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United States Department of Agriculture

Agricultural Research Service

Title: Neospora Canium-Associated Equine Protozoal Myeloencephalitis

Authors
item Hamir, Amirali
item Tornquist, S - OR ST.UNIV.,CORVALLIS, OR
item Gerros, T - OR.ST.UNIV.,CORVALLIS, OR
item Topper, M - WALTER REED,WASHINGTON,DC
item Dubey, Jitender

Submitted to: Veterinary Parasitology
Publication Type: Peer Reviewed Journal
Publication Acceptance Date: June 23, 1998
Publication Date: N/A

Interpretive Summary: In North America, equine protozoal myeloencephalitis (EPM) is considered one of the most common disease that affects the spinal cord and the brain of horses. The cause of this disease is a parasitic organism called Sarcocystis neurona. Recently another parasite, Neospora caninum has been reported in 2 horses with neurological signs resembling EPM. We describe here an additional case of EPM associated with Neospora caninum. The affected horse was a 20-year-old gelding with severe nervous signs. Lesions were present in the spinal cord and the brain of this horse. Laboratory examination of tissues of this horse revealed lesions with parasites which were identified as Neospora caninum by a special laboratory technique (immunohistochemistry). We remind veterinarians and horse owners that they should be aware of increasing prevalence of Neospora caninum as another parasitic agent responsible for EPM.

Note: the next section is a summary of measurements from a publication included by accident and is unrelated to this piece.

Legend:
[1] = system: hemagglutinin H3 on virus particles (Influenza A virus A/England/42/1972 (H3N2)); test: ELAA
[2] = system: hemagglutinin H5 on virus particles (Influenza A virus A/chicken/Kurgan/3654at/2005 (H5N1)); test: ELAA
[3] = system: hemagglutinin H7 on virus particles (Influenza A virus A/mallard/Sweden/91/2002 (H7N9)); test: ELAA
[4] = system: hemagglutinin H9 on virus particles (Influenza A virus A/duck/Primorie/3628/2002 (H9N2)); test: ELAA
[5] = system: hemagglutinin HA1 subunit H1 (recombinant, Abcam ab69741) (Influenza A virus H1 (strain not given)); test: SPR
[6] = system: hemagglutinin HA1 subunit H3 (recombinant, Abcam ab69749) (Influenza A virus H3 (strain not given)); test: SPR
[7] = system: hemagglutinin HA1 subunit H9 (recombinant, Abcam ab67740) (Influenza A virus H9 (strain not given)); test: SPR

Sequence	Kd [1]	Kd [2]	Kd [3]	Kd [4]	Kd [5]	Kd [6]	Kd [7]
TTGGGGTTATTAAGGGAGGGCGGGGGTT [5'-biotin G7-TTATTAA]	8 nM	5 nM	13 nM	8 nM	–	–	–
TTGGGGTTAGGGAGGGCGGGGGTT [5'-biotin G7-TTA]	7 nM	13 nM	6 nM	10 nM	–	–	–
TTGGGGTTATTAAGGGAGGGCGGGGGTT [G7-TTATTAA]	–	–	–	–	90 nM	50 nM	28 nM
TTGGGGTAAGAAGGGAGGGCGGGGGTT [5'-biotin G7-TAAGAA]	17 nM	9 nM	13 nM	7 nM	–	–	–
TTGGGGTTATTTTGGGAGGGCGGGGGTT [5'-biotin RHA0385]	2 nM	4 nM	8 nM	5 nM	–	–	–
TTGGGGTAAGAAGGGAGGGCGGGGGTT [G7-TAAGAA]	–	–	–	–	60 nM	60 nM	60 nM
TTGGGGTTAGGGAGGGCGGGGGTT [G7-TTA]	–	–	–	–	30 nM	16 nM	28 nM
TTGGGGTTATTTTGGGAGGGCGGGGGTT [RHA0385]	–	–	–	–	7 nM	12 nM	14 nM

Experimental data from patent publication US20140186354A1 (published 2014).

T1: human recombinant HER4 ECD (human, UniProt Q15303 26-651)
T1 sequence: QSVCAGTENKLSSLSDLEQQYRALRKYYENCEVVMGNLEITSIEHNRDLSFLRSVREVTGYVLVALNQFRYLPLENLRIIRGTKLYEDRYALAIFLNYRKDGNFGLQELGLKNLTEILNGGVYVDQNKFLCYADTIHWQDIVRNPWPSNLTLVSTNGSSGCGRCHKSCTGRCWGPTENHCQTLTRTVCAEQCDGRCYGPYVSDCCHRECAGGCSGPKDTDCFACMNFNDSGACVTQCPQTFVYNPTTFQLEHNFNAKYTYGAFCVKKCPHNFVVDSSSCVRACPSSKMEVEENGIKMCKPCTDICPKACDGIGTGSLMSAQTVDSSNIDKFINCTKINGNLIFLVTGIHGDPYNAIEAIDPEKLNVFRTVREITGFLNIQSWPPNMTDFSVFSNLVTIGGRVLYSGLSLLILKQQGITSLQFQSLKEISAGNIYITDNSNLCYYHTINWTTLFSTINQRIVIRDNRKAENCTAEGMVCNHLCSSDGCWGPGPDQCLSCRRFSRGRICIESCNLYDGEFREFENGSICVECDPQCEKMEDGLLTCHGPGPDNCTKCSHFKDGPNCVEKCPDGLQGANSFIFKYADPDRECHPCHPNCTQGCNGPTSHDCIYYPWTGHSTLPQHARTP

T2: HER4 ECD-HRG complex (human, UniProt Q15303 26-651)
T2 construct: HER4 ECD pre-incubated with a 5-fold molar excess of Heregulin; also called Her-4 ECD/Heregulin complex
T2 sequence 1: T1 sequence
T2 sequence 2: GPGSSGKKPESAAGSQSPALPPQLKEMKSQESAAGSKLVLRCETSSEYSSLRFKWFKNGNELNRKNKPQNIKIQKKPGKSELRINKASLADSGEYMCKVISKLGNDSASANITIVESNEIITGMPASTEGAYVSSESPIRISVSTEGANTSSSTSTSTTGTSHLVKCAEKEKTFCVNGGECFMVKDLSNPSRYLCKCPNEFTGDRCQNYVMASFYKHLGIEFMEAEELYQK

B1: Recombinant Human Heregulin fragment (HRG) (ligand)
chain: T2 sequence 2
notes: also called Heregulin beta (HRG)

Technical Abstract: Equine protozoal myeloencephalitis (EPM) was clinically diagnosed in a 20-y ld horse with severe ataxia. The cerebrospinal fluid was positive for Sarcocystis neurona antibodies by western blot. The horse was administered corticosteroids to facilitate invitro culture of S. neurona from its spinal cord following necropsy. Microscopic lesions of EPM were present in the brain and the spinal cord, including multifocal inflammatory cellular infiltrates and several large groups of protozoa. Immunohistochemical, and light and electron microscopic examinations revealed that the protozoa was Neospora caninum and not S. neurona. The protozoa divided by endodyogeny, tachyzoites had rhoptries, and organisms reacted specifically to N. caninum antibodies. Veterinarians should be aware of increasing prevalence of N. caninum as another etiological agent responsible for the lesions of EPM.

Last Modified: 10/24/2014
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